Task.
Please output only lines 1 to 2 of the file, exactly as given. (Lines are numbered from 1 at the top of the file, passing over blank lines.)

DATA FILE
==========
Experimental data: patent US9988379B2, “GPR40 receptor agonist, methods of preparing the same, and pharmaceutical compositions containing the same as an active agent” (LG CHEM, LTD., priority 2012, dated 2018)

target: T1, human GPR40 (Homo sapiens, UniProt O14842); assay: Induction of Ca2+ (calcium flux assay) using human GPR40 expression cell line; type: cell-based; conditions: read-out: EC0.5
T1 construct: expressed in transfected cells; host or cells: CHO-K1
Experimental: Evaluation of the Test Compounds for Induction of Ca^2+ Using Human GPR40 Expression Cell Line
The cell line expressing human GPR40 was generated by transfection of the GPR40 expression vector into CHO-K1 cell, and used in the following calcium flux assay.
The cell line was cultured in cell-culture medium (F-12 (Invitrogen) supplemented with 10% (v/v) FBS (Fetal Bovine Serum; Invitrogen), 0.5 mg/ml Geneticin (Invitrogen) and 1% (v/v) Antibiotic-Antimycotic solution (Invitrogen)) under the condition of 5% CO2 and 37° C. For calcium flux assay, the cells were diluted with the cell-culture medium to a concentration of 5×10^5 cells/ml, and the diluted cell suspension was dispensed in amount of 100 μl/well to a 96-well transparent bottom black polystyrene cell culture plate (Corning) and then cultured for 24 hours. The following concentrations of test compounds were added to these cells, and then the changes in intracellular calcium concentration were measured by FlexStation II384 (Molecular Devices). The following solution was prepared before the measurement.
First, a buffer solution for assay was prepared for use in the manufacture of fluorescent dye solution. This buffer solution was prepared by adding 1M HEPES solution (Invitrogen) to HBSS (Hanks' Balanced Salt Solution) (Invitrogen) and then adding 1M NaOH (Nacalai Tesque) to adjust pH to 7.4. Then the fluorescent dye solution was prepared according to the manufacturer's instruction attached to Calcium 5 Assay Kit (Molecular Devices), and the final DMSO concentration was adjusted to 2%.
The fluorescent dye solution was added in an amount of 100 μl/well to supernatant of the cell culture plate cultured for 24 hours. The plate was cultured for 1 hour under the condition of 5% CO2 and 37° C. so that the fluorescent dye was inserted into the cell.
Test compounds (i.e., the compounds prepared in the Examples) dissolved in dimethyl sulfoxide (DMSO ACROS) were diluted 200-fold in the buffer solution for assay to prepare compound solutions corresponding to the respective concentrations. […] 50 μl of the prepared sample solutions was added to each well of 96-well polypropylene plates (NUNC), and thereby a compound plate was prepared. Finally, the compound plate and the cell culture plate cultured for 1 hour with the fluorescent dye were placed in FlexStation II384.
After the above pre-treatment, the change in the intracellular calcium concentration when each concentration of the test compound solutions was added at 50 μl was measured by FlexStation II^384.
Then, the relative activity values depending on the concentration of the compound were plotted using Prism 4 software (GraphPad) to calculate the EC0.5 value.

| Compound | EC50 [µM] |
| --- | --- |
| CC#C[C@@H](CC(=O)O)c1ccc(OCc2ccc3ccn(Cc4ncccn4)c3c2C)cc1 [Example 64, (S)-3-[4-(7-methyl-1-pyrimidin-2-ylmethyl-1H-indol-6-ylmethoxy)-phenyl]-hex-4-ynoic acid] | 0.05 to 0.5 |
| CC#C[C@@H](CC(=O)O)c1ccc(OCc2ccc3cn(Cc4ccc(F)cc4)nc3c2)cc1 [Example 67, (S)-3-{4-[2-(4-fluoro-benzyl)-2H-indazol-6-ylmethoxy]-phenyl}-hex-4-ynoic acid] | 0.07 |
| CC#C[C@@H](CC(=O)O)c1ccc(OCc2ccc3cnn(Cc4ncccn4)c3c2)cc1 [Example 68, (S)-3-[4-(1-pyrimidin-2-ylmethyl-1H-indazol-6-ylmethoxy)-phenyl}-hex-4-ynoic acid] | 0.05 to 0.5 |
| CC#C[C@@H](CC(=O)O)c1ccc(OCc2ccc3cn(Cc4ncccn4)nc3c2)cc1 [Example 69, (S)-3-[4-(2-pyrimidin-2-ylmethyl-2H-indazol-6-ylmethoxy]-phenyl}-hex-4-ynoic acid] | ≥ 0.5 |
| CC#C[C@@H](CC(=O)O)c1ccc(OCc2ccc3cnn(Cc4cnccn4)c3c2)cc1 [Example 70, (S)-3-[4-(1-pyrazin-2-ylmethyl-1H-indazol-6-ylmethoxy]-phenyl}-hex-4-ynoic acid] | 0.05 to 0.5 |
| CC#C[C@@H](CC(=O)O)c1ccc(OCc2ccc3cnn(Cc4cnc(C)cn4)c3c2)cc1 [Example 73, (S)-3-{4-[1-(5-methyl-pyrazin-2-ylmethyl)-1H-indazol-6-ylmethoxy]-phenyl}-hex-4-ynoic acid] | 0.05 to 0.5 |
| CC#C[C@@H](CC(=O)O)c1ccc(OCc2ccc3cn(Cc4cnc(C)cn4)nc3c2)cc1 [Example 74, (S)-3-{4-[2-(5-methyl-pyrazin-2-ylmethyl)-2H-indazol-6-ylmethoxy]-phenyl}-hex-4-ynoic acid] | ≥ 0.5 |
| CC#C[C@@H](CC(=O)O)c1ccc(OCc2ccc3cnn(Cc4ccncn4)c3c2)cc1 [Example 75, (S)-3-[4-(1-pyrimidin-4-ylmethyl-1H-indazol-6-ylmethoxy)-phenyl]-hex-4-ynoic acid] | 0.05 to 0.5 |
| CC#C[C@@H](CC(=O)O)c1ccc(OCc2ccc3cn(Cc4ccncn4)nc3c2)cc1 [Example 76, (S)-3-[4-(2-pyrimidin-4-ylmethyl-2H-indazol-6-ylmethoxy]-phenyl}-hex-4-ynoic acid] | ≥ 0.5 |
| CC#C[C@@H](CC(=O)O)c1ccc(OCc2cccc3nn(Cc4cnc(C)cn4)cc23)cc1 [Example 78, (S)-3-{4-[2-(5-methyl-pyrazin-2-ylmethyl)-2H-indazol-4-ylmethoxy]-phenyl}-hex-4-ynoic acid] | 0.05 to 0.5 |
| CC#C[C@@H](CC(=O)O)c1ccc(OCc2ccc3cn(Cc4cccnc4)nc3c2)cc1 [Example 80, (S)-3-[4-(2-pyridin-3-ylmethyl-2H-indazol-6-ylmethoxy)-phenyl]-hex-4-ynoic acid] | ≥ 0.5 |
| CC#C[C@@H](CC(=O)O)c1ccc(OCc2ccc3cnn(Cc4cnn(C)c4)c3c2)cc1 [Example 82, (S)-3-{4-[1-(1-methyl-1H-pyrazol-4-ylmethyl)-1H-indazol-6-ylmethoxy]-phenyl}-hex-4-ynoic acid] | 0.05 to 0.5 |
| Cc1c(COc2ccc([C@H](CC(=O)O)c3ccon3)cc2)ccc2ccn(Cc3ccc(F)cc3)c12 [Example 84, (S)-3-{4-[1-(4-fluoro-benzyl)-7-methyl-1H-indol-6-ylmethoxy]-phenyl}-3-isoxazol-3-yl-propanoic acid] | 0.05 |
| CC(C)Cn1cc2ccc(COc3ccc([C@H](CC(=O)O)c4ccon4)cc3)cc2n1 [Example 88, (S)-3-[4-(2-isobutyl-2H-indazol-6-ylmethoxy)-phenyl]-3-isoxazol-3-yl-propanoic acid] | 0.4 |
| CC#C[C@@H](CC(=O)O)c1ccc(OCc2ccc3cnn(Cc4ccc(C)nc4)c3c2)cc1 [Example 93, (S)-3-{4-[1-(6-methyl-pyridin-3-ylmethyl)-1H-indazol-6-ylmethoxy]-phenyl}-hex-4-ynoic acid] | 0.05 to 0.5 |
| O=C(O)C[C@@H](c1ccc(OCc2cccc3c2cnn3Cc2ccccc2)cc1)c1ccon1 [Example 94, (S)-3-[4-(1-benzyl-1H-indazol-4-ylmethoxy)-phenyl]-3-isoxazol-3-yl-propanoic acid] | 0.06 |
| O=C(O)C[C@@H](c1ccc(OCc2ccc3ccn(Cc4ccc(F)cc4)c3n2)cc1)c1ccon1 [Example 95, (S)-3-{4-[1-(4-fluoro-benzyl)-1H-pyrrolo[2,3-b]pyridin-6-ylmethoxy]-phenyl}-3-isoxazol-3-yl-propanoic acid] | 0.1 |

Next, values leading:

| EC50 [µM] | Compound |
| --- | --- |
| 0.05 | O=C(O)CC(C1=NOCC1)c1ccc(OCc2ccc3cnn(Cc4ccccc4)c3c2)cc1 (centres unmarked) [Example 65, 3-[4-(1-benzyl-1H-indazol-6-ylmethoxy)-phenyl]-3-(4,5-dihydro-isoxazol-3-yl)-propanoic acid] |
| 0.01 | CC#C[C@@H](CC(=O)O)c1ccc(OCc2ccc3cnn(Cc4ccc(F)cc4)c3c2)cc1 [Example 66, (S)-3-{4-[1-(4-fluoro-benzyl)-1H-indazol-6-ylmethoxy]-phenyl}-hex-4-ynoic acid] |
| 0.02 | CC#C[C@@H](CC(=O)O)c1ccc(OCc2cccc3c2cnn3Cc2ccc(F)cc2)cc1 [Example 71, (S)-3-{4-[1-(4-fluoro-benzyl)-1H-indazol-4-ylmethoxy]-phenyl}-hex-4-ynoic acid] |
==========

Experimental data: patent US9988379B2, “GPR40 receptor agonist, methods of preparing the same, and pharmaceutical compositions containing the same as an active agent” (LG CHEM, LTD., priority 2012, dated 2018)

target: T1, human GPR40 (Homo sapiens, UniProt O14842); assay: Induction of Ca2+ (calcium flux assay) using human GPR40 expression cell line; type: cell-based; conditions: read-out: EC0.5